OTTAWA – Algoma-Manitoulin-Kapuskasing MP Carol Hughes stood in the House of Commons yesterday to deliver a speech in support of Bill C-232.

The bill would amend the Supreme Court Act, introducing a requirement for all judges who are newly appointed to the Supreme Court of Canada to be able to conduct hearings in both English and French without the assistance of an interpreter. The bill, which was in its third reading yesterday, will be voted on this Wednesday.

“It’s the responsibility of the government to ensure that, when someone appears before the Supreme Court of Canada, they are able to have their matter dealt with in either of our official languages,” said Hughes. “Their matters should not be delayed because of a lack of qualified bilingual judges. Many Francophone individuals have had hearings suspended for as long as a year because of judges who can only speak English.”

“Given the large population of Francophones within the riding of Algoma-Manitoulin-Kapuskasing, and having worked in the provincial criminal justice system, I recognize the importance of accessibility to French-language services,” stated Hughes. She reinforced this message, referring to a letter she received last year from Roger Sigouin, Mayor of Hearst, who voiced his concern about a lack of Francophone judges for the Supreme Court of Justice.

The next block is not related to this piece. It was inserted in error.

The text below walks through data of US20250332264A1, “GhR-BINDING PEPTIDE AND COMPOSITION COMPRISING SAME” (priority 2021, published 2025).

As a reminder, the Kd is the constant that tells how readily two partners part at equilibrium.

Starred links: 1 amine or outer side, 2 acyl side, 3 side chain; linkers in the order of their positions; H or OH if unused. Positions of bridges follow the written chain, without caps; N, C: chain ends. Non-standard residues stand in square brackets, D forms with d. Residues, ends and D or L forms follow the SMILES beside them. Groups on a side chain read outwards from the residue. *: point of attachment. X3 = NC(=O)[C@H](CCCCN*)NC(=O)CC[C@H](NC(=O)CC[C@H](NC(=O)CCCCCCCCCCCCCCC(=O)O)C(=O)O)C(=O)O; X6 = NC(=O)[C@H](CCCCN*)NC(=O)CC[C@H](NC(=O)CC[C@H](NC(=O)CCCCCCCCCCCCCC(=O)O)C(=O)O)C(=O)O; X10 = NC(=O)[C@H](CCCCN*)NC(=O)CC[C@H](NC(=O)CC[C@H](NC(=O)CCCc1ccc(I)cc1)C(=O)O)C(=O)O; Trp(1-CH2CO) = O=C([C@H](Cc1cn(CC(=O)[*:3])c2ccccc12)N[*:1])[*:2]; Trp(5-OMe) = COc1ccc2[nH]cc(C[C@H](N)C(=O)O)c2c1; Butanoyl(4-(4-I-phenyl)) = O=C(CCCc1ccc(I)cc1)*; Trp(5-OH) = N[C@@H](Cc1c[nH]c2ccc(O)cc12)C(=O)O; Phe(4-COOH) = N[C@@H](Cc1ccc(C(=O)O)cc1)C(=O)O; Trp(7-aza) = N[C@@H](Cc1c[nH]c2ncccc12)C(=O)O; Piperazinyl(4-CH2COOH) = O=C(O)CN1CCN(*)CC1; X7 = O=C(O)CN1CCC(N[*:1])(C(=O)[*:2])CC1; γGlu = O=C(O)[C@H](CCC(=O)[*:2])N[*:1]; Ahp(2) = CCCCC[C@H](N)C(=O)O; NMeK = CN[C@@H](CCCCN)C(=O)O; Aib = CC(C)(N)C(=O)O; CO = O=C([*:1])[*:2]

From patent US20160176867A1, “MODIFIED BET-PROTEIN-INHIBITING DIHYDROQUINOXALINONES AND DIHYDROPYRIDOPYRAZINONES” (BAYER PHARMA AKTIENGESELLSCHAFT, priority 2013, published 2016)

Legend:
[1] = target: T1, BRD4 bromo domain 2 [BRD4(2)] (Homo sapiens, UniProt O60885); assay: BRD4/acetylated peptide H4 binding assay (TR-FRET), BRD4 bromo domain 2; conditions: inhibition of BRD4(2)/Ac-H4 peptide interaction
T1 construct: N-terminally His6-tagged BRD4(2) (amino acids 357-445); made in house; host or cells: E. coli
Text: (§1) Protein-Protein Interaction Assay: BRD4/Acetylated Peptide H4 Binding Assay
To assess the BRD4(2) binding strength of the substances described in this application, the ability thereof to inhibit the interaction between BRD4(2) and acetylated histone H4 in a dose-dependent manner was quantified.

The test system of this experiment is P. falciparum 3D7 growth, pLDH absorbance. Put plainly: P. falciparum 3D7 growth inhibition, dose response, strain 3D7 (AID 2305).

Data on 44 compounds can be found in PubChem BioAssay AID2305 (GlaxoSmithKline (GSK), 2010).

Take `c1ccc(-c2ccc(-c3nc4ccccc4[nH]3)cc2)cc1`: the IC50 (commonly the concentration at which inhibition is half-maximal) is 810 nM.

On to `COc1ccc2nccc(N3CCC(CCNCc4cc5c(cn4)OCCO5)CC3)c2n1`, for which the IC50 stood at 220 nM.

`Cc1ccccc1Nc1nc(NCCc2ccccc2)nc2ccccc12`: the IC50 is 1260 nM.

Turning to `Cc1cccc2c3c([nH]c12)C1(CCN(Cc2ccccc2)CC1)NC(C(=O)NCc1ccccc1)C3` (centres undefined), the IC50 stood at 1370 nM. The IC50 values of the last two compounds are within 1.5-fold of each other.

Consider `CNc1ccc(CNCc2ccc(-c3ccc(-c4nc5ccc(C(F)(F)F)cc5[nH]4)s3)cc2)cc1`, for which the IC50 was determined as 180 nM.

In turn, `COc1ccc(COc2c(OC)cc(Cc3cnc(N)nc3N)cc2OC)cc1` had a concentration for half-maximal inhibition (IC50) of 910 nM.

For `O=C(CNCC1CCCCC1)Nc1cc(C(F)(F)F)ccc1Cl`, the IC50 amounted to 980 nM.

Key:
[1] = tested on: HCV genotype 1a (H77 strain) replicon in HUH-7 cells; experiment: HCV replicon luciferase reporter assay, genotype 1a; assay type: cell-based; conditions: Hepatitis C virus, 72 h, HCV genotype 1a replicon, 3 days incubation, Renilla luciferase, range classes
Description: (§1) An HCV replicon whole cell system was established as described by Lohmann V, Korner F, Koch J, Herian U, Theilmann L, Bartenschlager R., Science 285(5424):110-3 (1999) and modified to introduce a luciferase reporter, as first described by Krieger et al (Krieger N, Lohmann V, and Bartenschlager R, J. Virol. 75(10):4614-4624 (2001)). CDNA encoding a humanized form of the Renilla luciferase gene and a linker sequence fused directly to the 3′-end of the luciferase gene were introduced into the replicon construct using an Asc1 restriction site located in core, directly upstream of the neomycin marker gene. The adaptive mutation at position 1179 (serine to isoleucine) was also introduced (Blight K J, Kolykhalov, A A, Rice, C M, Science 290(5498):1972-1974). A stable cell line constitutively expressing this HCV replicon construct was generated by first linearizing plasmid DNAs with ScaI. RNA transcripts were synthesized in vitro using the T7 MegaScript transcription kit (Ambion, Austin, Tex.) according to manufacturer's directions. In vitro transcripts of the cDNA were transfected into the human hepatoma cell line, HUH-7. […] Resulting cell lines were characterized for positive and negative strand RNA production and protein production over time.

“Canada’s Official Languages Act and the Charter of Rights and Freedoms clearly speak to the need of government’s responsibilities when it comes to the two official languages, and this should be reflected in our judicial system. The Federal Court, the Federal Appeals Court, and the Tax Court of Canada all have bilingual language laws, yet it is ironic that this does not apply to the Supreme Court of Canada.”